Oh, and did I tell you we both — me and her brother-in-law — had bad backs. I mean before we lifted it.
Now, I can hear you all saying, what’s the big deal? Just slide it over to the stairs, then slide it up lifting the front end only long enough to get it over each step.
Nay, Nay! I say. This piece of furniture was finely finished furniture, which is to say it had legs — fragile, delicate, diaphanous, wood-carved legs. Which is to say we had to lift it up the entire flight of stairs. And these weren’t one of those stairways that have a landing halfway up where you can put the TV down and rest. No, this stairway was one long stairway. The kind of stairway that says, don’t bring anything heavy up here.
Now, I was pretty cocky back then and therefore undeterred. Although I was only i75 pounds, I could bench press 300, and so I figured I was going to show this TV a thing or two. But you know what I learned? I learned that bench presses don’t help you lift squat. Squats help you lift squat, and I’d never squatted a day in my life. Nor had I done any deadlifts.
But we managed to lift and carry the TV from hell all the way to the foot of the stairs, then set it down and nurse our backs and rest. We procrastinated for about a half hour more out of dread of what was to come than out of any real need to rest. But you can only procrastinate for so long.
Then we did the impossible. We got it upstairs somehow, both of us the worse for the effort. He took the lead while I took up the rear, our bad backs bent over the entire way. I almost fell down the stairs twice when he pushed instead of pulled, and he almost fell back twice when I pushed when he wasn’t expecting it. Both of us screamed for mercy and God’s help all the way up, while she — my FRIEND — screamed the entire time at both of us to be careful and to stop banging it into the wall.
Lucky for us, the anchor fit through her bedroom door. I say lucky because none of us geniuses bothered to measure the entryway width before carrying this … this … this thing up. I wonder what it would have been like lifting this finely finished piece of furniture at a 45-degree angle to the door to jigger the fragile, delicate, diaphanous, wood-carved legs around the door frame.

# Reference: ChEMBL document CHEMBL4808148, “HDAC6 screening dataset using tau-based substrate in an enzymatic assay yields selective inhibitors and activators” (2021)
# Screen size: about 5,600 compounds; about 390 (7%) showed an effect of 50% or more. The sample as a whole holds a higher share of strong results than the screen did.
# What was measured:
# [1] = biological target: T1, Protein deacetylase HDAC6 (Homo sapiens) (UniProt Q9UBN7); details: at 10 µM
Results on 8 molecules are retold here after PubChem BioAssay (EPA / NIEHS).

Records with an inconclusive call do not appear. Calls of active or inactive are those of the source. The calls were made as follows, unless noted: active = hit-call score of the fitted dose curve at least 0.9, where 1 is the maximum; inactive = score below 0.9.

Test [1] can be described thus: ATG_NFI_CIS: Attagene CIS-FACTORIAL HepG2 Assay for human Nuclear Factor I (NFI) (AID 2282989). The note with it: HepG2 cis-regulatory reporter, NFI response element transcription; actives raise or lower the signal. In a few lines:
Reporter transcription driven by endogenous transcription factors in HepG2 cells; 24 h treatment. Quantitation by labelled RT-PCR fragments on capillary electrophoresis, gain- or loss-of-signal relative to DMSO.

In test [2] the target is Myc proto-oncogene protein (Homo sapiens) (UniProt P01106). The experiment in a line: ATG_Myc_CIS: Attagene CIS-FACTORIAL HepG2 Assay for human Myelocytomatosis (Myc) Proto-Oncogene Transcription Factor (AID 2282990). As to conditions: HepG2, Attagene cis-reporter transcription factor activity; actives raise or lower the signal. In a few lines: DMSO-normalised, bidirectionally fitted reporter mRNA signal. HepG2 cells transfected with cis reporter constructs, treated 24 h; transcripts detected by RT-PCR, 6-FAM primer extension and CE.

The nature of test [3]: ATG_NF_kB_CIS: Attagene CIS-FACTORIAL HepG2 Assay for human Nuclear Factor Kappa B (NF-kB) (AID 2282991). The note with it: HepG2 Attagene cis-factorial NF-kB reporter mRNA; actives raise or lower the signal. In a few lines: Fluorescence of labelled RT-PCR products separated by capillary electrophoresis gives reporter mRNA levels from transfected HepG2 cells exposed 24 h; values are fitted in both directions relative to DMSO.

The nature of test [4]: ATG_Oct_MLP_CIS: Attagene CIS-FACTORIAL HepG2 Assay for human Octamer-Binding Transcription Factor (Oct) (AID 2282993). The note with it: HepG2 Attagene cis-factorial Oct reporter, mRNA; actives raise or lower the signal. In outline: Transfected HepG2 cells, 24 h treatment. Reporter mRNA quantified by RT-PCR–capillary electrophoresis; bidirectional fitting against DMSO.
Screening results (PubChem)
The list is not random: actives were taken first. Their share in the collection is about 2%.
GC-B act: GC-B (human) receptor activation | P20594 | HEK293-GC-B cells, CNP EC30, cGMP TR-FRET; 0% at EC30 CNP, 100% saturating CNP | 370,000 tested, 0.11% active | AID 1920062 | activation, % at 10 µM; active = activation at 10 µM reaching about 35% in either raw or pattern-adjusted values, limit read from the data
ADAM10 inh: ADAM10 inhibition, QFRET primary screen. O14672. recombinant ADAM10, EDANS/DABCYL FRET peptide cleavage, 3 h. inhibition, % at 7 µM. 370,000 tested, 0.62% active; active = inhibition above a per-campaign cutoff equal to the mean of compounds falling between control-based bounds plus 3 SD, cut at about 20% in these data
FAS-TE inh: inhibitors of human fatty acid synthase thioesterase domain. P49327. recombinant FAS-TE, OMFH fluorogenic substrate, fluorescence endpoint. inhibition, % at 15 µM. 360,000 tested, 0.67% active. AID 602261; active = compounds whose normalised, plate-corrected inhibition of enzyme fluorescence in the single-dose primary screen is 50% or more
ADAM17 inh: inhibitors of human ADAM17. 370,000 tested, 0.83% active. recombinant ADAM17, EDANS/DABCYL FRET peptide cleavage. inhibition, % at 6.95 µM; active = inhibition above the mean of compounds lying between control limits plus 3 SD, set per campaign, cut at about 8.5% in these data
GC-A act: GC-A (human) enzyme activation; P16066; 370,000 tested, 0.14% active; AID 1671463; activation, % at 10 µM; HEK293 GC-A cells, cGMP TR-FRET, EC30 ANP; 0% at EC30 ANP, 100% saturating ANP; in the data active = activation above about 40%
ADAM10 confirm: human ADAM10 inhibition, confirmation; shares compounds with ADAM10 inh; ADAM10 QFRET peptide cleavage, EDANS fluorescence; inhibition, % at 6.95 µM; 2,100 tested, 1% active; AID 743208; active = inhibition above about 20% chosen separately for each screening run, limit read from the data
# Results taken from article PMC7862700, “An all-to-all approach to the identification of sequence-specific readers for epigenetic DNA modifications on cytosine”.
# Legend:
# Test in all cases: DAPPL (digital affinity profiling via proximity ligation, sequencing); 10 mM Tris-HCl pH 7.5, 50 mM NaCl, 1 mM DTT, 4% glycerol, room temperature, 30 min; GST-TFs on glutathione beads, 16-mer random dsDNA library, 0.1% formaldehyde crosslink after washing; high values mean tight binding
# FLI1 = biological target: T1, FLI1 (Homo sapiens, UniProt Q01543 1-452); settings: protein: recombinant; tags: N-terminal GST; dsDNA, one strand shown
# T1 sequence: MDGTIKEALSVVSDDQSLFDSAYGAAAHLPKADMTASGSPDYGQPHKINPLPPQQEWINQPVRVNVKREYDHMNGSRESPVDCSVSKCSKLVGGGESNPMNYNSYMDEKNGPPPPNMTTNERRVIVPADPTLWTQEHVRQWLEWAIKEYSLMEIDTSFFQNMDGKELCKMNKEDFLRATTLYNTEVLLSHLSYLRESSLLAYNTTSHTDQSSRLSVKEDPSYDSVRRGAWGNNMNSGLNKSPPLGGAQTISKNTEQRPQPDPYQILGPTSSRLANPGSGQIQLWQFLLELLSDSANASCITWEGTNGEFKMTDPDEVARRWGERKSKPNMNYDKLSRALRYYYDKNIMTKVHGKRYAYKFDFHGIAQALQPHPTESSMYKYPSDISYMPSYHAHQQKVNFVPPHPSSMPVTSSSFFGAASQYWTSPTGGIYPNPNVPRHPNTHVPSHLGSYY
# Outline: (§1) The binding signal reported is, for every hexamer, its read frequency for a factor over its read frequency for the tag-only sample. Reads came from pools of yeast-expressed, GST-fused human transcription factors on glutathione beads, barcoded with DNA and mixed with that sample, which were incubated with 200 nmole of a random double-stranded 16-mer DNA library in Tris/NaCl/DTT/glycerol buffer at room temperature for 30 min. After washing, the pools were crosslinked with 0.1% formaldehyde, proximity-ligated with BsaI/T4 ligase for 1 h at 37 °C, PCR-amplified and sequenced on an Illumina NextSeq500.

Once we got the boulder through the door and plopped it down in front of her bed, we collapsed onto the floor gasping for breath and worrying if our backs would ever be the same. While we were recovering, my FRIEND assessed the lay of the land. She stepped back a distance to the left toward me looking at the TV all the while nodding and tapping her foot on the floor saying hummm. Then she walked all the way over to the right toward him looking at the TV all the while nodding and tapping her foot on the floor saying humm. Then she stood in front of the TV all the while nodding and tapping her foot on the floor saying Humm. Then after a pregnant pause she said . . .
TAKE IT BACK DOWN.
Both of us got up, walked downstairs, and left without saying a word. I don’t know about him. He was her brother-in-law and I guess was stuck with her. Me? She was no longer my FRIEND. But I did start doing heavy squats the next day.
The moral of the story: If you want to keep your friends, don’t ask them to help you move.